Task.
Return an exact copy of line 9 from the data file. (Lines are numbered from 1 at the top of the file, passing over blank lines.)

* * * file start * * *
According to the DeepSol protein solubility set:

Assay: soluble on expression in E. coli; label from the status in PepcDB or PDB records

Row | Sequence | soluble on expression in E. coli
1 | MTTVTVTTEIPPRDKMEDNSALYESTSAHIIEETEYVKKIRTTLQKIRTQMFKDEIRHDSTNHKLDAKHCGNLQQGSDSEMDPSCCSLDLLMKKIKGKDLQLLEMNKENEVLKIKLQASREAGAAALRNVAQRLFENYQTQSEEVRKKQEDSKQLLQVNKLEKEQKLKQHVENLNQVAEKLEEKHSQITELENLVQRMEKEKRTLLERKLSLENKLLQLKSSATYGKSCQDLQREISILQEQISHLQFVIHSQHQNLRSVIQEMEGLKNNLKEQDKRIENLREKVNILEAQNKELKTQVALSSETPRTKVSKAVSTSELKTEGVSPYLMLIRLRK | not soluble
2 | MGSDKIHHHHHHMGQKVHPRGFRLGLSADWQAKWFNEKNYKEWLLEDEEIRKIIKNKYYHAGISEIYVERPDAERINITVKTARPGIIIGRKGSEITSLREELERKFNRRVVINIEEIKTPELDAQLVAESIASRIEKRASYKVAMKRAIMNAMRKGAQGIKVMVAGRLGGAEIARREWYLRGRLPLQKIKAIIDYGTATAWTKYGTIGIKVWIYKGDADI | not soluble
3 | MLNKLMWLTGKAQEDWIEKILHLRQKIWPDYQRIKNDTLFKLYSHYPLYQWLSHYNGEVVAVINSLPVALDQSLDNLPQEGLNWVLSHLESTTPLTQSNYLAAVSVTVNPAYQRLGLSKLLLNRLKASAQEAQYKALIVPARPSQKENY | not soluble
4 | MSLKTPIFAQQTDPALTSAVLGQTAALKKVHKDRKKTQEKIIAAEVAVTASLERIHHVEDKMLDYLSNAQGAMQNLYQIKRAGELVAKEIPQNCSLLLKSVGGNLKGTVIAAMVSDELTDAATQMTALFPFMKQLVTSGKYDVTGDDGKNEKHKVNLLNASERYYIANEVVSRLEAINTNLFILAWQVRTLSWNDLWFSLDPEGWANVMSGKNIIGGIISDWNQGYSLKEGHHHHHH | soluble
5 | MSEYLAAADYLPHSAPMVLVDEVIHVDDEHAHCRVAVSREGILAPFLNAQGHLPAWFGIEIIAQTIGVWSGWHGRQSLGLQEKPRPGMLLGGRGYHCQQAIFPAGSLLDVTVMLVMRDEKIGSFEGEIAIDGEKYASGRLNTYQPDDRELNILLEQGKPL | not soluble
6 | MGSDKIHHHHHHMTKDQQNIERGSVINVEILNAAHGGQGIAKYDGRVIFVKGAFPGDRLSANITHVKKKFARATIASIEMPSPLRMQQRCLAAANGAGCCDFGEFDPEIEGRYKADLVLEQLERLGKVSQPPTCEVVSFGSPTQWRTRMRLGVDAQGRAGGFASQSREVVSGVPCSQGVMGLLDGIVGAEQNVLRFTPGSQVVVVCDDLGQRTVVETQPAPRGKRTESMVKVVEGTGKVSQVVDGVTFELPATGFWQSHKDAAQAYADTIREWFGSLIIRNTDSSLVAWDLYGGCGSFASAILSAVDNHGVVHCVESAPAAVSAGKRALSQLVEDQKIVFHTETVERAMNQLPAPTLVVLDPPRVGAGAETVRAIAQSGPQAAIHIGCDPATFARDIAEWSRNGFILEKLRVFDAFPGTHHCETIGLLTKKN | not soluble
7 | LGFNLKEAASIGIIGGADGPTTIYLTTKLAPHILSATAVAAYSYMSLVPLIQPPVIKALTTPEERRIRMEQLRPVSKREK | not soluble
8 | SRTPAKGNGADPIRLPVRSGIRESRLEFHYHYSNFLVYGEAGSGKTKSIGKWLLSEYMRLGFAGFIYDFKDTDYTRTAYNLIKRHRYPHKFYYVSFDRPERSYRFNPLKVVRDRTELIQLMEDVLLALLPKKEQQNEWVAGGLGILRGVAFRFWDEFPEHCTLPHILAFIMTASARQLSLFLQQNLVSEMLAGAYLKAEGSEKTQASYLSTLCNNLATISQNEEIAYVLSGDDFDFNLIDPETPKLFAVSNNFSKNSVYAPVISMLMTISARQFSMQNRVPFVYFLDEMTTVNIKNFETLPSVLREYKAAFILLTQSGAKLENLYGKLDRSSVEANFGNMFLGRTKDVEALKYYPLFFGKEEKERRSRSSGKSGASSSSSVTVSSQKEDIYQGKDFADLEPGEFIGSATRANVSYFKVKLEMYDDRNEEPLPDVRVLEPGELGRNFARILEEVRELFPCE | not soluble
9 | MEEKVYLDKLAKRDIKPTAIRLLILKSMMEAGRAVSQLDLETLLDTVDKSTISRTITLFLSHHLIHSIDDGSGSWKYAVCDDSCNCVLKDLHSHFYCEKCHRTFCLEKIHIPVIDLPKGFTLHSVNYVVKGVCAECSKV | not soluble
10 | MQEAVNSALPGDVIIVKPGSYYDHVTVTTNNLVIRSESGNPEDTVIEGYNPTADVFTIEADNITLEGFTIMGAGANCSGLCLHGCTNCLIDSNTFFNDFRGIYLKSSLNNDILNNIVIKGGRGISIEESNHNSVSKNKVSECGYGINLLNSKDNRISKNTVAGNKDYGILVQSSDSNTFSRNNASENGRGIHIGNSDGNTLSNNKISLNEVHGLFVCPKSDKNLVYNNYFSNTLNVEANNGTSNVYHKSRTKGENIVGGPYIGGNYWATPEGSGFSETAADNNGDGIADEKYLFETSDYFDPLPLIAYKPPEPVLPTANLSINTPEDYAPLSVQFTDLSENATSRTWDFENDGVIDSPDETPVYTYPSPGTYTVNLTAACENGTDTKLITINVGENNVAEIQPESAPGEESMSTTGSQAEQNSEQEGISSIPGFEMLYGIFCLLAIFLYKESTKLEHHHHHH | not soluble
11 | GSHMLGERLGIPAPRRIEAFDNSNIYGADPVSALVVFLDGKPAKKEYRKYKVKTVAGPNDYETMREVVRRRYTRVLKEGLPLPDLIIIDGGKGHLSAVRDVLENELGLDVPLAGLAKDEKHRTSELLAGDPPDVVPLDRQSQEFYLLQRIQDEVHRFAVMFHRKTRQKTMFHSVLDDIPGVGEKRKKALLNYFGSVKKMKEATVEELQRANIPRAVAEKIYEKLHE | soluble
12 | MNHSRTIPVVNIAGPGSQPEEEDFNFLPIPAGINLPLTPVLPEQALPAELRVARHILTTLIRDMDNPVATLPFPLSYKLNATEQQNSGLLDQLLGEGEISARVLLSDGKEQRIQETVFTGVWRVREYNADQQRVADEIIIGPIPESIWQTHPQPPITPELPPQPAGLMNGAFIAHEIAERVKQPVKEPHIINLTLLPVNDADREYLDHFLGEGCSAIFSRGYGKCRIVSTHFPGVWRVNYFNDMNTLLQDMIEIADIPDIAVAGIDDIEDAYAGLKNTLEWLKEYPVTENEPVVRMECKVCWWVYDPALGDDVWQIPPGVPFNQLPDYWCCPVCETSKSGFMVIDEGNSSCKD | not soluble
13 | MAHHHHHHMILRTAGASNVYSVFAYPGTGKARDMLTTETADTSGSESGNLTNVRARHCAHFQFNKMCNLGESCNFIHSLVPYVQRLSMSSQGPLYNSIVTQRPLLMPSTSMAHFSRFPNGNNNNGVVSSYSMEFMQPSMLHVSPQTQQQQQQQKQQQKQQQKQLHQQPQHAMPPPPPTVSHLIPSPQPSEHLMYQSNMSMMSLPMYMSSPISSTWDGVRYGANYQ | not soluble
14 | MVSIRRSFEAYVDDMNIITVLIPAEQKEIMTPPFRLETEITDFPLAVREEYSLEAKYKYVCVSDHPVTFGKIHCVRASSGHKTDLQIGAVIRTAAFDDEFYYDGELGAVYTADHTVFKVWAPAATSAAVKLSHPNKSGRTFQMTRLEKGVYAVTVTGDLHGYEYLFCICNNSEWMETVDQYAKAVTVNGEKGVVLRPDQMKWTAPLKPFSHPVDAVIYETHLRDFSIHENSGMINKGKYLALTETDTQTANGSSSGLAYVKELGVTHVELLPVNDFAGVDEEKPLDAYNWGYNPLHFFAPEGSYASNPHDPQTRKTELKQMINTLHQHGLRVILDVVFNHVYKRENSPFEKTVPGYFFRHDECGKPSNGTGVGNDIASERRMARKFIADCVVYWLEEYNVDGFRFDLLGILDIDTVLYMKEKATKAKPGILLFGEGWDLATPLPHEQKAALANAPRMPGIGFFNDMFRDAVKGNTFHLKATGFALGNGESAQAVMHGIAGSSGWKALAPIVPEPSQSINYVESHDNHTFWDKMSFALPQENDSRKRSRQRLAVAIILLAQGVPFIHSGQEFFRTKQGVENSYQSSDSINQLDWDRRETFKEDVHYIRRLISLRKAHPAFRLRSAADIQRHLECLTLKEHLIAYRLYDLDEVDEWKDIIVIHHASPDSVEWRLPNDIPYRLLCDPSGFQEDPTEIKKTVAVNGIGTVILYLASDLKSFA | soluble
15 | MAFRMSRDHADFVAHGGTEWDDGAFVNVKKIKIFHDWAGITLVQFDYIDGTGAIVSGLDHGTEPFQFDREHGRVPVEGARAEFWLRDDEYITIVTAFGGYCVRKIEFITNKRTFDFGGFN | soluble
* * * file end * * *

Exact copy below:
6 | MGSDKIHHHHHHMTKDQQNIERGSVINVEILNAAHGGQGIAKYDGRVIFVKGAFPGDRLSANITHVKKKFARATIASIEMPSPLRMQQRCLAAANGAGCCDFGEFDPEIEGRYKADLVLEQLERLGKVSQPPTCEVVSFGSPTQWRTRMRLGVDAQGRAGGFASQSREVVSGVPCSQGVMGLLDGIVGAEQNVLRFTPGSQVVVVCDDLGQRTVVETQPAPRGKRTESMVKVVEGTGKVSQVVDGVTFELPATGFWQSHKDAAQAYADTIREWFGSLIIRNTDSSLVAWDLYGGCGSFASAILSAVDNHGVVHCVESAPAAVSAGKRALSQLVEDQKIVFHTETVERAMNQLPAPTLVVLDPPRVGAGAETVRAIAQSGPQAAIHIGCDPATFARDIAEWSRNGFILEKLRVFDAFPGTHHCETIGLLTKKN | not soluble